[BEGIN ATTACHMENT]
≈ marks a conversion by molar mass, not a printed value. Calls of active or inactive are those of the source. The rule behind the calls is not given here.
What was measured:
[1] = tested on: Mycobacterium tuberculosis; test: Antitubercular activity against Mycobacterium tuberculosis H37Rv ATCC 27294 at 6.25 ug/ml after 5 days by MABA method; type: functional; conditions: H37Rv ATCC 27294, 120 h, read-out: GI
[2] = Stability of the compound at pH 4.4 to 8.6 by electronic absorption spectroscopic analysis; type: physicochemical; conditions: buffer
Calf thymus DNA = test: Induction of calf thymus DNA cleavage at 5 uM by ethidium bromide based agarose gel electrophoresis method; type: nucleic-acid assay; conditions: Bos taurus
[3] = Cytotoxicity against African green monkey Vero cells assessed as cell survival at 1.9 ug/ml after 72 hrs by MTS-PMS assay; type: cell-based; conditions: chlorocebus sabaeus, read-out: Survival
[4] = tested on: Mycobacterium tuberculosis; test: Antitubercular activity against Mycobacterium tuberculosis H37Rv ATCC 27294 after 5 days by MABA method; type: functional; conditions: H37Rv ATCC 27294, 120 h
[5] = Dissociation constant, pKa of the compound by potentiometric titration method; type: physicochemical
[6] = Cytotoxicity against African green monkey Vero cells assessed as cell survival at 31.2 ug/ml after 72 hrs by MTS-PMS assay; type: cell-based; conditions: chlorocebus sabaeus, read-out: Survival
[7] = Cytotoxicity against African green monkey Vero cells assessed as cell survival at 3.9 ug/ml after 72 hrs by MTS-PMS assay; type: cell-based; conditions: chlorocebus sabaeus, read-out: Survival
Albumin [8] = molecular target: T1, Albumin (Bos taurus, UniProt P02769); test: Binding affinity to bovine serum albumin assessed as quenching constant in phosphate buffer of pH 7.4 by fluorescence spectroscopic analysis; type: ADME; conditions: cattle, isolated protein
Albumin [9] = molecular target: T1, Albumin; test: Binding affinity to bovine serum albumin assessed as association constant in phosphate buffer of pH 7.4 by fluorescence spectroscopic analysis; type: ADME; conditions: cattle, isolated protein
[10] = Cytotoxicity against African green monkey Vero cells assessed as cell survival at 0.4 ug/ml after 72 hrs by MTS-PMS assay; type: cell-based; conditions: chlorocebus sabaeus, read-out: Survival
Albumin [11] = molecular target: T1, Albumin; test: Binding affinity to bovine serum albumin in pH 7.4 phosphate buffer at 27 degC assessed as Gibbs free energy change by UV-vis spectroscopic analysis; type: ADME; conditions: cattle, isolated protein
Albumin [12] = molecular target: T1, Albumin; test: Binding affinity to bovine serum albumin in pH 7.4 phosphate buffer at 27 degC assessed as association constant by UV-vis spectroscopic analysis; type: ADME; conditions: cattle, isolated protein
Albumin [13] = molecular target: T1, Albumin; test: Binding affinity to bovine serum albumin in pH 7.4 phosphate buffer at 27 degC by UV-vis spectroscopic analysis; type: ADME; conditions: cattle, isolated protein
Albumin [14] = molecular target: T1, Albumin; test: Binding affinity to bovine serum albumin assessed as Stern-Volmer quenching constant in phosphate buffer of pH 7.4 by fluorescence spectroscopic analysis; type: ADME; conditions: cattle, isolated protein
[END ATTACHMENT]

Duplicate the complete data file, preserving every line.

≈ marks a conversion by molar mass, not a printed value. Calls of active or inactive are those of the source. The rule behind the calls is not given here.
What was measured:
[1] = tested on: Mycobacterium tuberculosis; test: Antitubercular activity against Mycobacterium tuberculosis H37Rv ATCC 27294 at 6.25 ug/ml after 5 days by MABA method; type: functional; conditions: H37Rv ATCC 27294, 120 h, read-out: GI
[2] = Stability of the compound at pH 4.4 to 8.6 by electronic absorption spectroscopic analysis; type: physicochemical; conditions: buffer
Calf thymus DNA = test: Induction of calf thymus DNA cleavage at 5 uM by ethidium bromide based agarose gel electrophoresis method; type: nucleic-acid assay; conditions: Bos taurus
[3] = Cytotoxicity against African green monkey Vero cells assessed as cell survival at 1.9 ug/ml after 72 hrs by MTS-PMS assay; type: cell-based; conditions: chlorocebus sabaeus, read-out: Survival
[4] = tested on: Mycobacterium tuberculosis; test: Antitubercular activity against Mycobacterium tuberculosis H37Rv ATCC 27294 after 5 days by MABA method; type: functional; conditions: H37Rv ATCC 27294, 120 h
[5] = Dissociation constant, pKa of the compound by potentiometric titration method; type: physicochemical
[6] = Cytotoxicity against African green monkey Vero cells assessed as cell survival at 31.2 ug/ml after 72 hrs by MTS-PMS assay; type: cell-based; conditions: chlorocebus sabaeus, read-out: Survival
[7] = Cytotoxicity against African green monkey Vero cells assessed as cell survival at 3.9 ug/ml after 72 hrs by MTS-PMS assay; type: cell-based; conditions: chlorocebus sabaeus, read-out: Survival
Albumin [8] = molecular target: T1, Albumin (Bos taurus, UniProt P02769); test: Binding affinity to bovine serum albumin assessed as quenching constant in phosphate buffer of pH 7.4 by fluorescence spectroscopic analysis; type: ADME; conditions: cattle, isolated protein
Albumin [9] = molecular target: T1, Albumin; test: Binding affinity to bovine serum albumin assessed as association constant in phosphate buffer of pH 7.4 by fluorescence spectroscopic analysis; type: ADME; conditions: cattle, isolated protein
[10] = Cytotoxicity against African green monkey Vero cells assessed as cell survival at 0.4 ug/ml after 72 hrs by MTS-PMS assay; type: cell-based; conditions: chlorocebus sabaeus, read-out: Survival
Albumin [11] = molecular target: T1, Albumin; test: Binding affinity to bovine serum albumin in pH 7.4 phosphate buffer at 27 degC assessed as Gibbs free energy change by UV-vis spectroscopic analysis; type: ADME; conditions: cattle, isolated protein
Albumin [12] = molecular target: T1, Albumin; test: Binding affinity to bovine serum albumin in pH 7.4 phosphate buffer at 27 degC assessed as association constant by UV-vis spectroscopic analysis; type: ADME; conditions: cattle, isolated protein
Albumin [13] = molecular target: T1, Albumin; test: Binding affinity to bovine serum albumin in pH 7.4 phosphate buffer at 27 degC by UV-vis spectroscopic analysis; type: ADME; conditions: cattle, isolated protein
Albumin [14] = molecular target: T1, Albumin; test: Binding affinity to bovine serum albumin assessed as Stern-Volmer quenching constant in phosphate buffer of pH 7.4 by fluorescence spectroscopic analysis; type: ADME; conditions: cattle, isolated protein